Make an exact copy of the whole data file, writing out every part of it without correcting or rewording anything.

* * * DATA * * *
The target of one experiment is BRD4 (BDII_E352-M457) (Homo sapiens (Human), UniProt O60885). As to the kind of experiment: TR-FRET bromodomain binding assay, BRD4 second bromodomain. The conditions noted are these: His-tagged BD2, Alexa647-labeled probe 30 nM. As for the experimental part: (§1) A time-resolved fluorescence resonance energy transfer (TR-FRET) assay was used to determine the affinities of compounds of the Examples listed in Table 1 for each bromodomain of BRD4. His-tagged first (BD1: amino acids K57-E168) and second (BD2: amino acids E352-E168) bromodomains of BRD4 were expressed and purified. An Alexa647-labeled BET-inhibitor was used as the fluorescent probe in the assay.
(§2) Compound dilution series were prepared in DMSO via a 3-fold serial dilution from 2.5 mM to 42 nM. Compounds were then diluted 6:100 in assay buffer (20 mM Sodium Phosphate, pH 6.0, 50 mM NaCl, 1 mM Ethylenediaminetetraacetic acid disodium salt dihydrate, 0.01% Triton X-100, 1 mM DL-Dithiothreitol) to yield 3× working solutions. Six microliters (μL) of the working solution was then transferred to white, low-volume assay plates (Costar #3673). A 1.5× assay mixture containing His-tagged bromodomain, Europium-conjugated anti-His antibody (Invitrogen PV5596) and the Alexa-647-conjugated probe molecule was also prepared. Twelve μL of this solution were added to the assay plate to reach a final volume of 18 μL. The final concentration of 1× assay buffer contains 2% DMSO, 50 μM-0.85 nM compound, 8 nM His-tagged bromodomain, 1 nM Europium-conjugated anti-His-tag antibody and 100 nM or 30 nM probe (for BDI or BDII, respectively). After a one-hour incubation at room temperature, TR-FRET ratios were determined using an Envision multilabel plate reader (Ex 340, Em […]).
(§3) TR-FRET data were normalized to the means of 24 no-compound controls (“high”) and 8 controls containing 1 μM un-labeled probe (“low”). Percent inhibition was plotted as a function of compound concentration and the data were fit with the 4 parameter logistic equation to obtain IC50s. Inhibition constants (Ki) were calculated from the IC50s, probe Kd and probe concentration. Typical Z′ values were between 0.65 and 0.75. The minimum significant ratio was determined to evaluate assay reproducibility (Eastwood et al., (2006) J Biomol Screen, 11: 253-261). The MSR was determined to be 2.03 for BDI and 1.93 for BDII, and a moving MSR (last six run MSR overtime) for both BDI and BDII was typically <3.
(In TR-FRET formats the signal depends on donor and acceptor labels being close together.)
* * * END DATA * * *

The target of one experiment is BRD4 (BDII_E352-M457) (Homo sapiens (Human), UniProt O60885). As to the kind of experiment: TR-FRET bromodomain binding assay, BRD4 second bromodomain. The conditions noted are these: His-tagged BD2, Alexa647-labeled probe 30 nM. As for the experimental part: (§1) A time-resolved fluorescence resonance energy transfer (TR-FRET) assay was used to determine the affinities of compounds of the Examples listed in Table 1 for each bromodomain of BRD4. His-tagged first (BD1: amino acids K57-E168) and second (BD2: amino acids E352-E168) bromodomains of BRD4 were expressed and purified. An Alexa647-labeled BET-inhibitor was used as the fluorescent probe in the assay.
(§2) Compound dilution series were prepared in DMSO via a 3-fold serial dilution from 2.5 mM to 42 nM. Compounds were then diluted 6:100 in assay buffer (20 mM Sodium Phosphate, pH 6.0, 50 mM NaCl, 1 mM Ethylenediaminetetraacetic acid disodium salt dihydrate, 0.01% Triton X-100, 1 mM DL-Dithiothreitol) to yield 3× working solutions. Six microliters (μL) of the working solution was then transferred to white, low-volume assay plates (Costar #3673). A 1.5× assay mixture containing His-tagged bromodomain, Europium-conjugated anti-His antibody (Invitrogen PV5596) and the Alexa-647-conjugated probe molecule was also prepared. Twelve μL of this solution were added to the assay plate to reach a final volume of 18 μL. The final concentration of 1× assay buffer contains 2% DMSO, 50 μM-0.85 nM compound, 8 nM His-tagged bromodomain, 1 nM Europium-conjugated anti-His-tag antibody and 100 nM or 30 nM probe (for BDI or BDII, respectively). After a one-hour incubation at room temperature, TR-FRET ratios were determined using an Envision multilabel plate reader (Ex 340, Em […]).
(§3) TR-FRET data were normalized to the means of 24 no-compound controls (“high”) and 8 controls containing 1 μM un-labeled probe (“low”). Percent inhibition was plotted as a function of compound concentration and the data were fit with the 4 parameter logistic equation to obtain IC50s. Inhibition constants (Ki) were calculated from the IC50s, probe Kd and probe concentration. Typical Z′ values were between 0.65 and 0.75. The minimum significant ratio was determined to evaluate assay reproducibility (Eastwood et al., (2006) J Biomol Screen, 11: 253-261). The MSR was determined to be 2.03 for BDI and 1.93 for BDII, and a moving MSR (last six run MSR overtime) for both BDI and BDII was typically <3.
(In TR-FRET formats the signal depends on donor and acceptor labels being close together.)